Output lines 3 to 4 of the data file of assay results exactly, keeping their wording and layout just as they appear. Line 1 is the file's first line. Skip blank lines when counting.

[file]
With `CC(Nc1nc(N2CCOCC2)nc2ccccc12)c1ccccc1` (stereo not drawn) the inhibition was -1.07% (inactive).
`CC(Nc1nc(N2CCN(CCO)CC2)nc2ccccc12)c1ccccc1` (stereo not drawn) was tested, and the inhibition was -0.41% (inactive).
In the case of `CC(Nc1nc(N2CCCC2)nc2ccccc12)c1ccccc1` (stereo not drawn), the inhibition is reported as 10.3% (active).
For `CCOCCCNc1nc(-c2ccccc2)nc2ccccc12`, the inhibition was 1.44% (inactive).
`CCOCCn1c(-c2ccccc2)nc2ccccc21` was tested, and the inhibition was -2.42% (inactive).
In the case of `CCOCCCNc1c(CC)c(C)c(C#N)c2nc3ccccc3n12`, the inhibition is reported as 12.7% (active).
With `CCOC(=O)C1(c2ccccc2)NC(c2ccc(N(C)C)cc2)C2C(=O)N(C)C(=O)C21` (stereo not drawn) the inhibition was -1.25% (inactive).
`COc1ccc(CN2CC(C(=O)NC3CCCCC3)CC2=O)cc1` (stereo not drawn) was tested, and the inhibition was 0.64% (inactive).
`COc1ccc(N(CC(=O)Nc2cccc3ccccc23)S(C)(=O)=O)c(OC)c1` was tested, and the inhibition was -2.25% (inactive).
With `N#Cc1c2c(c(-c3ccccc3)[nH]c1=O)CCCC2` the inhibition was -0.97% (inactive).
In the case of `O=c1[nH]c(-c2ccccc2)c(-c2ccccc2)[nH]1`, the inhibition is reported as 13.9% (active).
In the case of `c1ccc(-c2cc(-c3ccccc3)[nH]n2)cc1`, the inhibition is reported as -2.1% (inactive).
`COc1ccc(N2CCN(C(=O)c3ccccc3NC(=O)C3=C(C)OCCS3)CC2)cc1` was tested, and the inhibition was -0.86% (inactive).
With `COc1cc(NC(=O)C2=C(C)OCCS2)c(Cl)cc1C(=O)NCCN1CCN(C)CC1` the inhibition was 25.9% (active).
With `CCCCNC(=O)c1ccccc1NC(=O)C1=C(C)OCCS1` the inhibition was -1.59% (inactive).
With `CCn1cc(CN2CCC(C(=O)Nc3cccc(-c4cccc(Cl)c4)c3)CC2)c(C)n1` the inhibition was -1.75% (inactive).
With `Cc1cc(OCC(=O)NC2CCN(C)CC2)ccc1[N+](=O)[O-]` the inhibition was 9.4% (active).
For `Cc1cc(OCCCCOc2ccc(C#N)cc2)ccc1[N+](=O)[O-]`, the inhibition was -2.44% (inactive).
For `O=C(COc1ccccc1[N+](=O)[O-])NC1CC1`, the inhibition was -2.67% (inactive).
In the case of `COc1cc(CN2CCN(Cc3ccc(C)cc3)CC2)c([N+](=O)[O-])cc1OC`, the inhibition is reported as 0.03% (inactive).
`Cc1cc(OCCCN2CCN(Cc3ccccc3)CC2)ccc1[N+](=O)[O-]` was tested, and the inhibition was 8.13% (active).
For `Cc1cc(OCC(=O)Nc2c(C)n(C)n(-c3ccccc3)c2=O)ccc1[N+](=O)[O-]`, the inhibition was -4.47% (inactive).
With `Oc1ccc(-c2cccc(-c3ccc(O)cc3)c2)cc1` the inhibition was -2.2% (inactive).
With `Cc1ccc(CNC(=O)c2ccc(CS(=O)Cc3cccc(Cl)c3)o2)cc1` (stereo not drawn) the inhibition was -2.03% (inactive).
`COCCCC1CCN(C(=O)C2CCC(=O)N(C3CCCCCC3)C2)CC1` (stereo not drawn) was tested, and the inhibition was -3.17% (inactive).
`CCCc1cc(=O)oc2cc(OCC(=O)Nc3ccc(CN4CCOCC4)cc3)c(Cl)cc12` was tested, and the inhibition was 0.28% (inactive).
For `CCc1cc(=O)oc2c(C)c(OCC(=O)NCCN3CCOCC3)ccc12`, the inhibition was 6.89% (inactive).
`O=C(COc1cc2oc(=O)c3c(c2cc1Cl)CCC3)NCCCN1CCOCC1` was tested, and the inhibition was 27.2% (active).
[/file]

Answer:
In the case of `CC(Nc1nc(N2CCCC2)nc2ccccc12)c1ccccc1` (stereo not drawn), the inhibition is reported as 10.3% (active).
For `CCOCCCNc1nc(-c2ccccc2)nc2ccccc12`, the inhibition was 1.44% (inactive).